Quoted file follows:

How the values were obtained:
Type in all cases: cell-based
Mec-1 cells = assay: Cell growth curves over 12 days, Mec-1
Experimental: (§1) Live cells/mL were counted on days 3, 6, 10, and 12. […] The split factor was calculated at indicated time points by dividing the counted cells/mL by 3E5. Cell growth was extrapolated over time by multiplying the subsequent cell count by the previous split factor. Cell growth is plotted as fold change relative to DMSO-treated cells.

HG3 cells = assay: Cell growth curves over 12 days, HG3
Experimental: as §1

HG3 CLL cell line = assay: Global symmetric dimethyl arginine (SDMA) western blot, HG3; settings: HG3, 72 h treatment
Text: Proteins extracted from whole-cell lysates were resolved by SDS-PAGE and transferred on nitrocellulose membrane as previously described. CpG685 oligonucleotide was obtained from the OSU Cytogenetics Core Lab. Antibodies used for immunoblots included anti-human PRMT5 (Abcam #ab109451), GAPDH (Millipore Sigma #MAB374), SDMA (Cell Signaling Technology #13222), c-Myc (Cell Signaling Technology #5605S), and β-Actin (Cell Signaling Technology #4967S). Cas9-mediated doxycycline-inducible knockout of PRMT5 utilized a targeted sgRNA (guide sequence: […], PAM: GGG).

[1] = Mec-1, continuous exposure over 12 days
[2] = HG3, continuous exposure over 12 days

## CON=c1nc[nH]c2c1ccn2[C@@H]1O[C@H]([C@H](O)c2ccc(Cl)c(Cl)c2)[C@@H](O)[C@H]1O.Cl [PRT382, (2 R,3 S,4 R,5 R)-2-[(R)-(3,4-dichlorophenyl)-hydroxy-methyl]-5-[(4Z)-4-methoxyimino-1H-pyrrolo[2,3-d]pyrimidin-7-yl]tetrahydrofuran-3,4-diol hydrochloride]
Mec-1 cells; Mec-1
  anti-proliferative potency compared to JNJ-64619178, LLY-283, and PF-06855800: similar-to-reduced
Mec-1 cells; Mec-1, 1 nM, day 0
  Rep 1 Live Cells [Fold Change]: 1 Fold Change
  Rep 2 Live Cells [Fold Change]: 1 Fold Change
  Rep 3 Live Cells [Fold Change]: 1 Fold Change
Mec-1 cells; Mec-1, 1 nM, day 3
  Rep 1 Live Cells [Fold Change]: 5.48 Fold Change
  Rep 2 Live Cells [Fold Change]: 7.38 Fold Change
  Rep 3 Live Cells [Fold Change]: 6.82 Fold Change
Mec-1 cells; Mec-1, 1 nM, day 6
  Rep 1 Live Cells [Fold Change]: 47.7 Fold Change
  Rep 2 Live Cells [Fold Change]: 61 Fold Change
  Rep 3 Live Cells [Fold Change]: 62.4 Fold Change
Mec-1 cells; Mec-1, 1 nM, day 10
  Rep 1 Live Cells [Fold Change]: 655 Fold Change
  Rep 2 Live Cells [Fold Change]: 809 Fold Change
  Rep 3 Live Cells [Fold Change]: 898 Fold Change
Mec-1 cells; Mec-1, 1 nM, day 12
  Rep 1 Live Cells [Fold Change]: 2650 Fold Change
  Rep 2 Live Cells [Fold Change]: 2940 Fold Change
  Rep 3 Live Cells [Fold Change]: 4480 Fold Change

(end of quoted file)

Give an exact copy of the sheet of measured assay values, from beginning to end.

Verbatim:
How the values were obtained:
Type in all cases: cell-based
Mec-1 cells = assay: Cell growth curves over 12 days, Mec-1
Experimental: (§1) Live cells/mL were counted on days 3, 6, 10, and 12. […] The split factor was calculated at indicated time points by dividing the counted cells/mL by 3E5. Cell growth was extrapolated over time by multiplying the subsequent cell count by the previous split factor. Cell growth is plotted as fold change relative to DMSO-treated cells.

HG3 cells = assay: Cell growth curves over 12 days, HG3
Experimental: as §1

HG3 CLL cell line = assay: Global symmetric dimethyl arginine (SDMA) western blot, HG3; settings: HG3, 72 h treatment
Text: Proteins extracted from whole-cell lysates were resolved by SDS-PAGE and transferred on nitrocellulose membrane as previously described. CpG685 oligonucleotide was obtained from the OSU Cytogenetics Core Lab. Antibodies used for immunoblots included anti-human PRMT5 (Abcam #ab109451), GAPDH (Millipore Sigma #MAB374), SDMA (Cell Signaling Technology #13222), c-Myc (Cell Signaling Technology #5605S), and β-Actin (Cell Signaling Technology #4967S). Cas9-mediated doxycycline-inducible knockout of PRMT5 utilized a targeted sgRNA (guide sequence: […], PAM: GGG).

[1] = Mec-1, continuous exposure over 12 days
[2] = HG3, continuous exposure over 12 days

## CON=c1nc[nH]c2c1ccn2[C@@H]1O[C@H]([C@H](O)c2ccc(Cl)c(Cl)c2)[C@@H](O)[C@H]1O.Cl [PRT382, (2 R,3 S,4 R,5 R)-2-[(R)-(3,4-dichlorophenyl)-hydroxy-methyl]-5-[(4Z)-4-methoxyimino-1H-pyrrolo[2,3-d]pyrimidin-7-yl]tetrahydrofuran-3,4-diol hydrochloride]
Mec-1 cells; Mec-1
  anti-proliferative potency compared to JNJ-64619178, LLY-283, and PF-06855800: similar-to-reduced
Mec-1 cells; Mec-1, 1 nM, day 0
  Rep 1 Live Cells [Fold Change]: 1 Fold Change
  Rep 2 Live Cells [Fold Change]: 1 Fold Change
  Rep 3 Live Cells [Fold Change]: 1 Fold Change
Mec-1 cells; Mec-1, 1 nM, day 3
  Rep 1 Live Cells [Fold Change]: 5.48 Fold Change
  Rep 2 Live Cells [Fold Change]: 7.38 Fold Change
  Rep 3 Live Cells [Fold Change]: 6.82 Fold Change
Mec-1 cells; Mec-1, 1 nM, day 6
  Rep 1 Live Cells [Fold Change]: 47.7 Fold Change
  Rep 2 Live Cells [Fold Change]: 61 Fold Change
  Rep 3 Live Cells [Fold Change]: 62.4 Fold Change
Mec-1 cells; Mec-1, 1 nM, day 10
  Rep 1 Live Cells [Fold Change]: 655 Fold Change
  Rep 2 Live Cells [Fold Change]: 809 Fold Change
  Rep 3 Live Cells [Fold Change]: 898 Fold Change
Mec-1 cells; Mec-1, 1 nM, day 12
  Rep 1 Live Cells [Fold Change]: 2650 Fold Change
  Rep 2 Live Cells [Fold Change]: 2940 Fold Change
  Rep 3 Live Cells [Fold Change]: 4480 Fold Change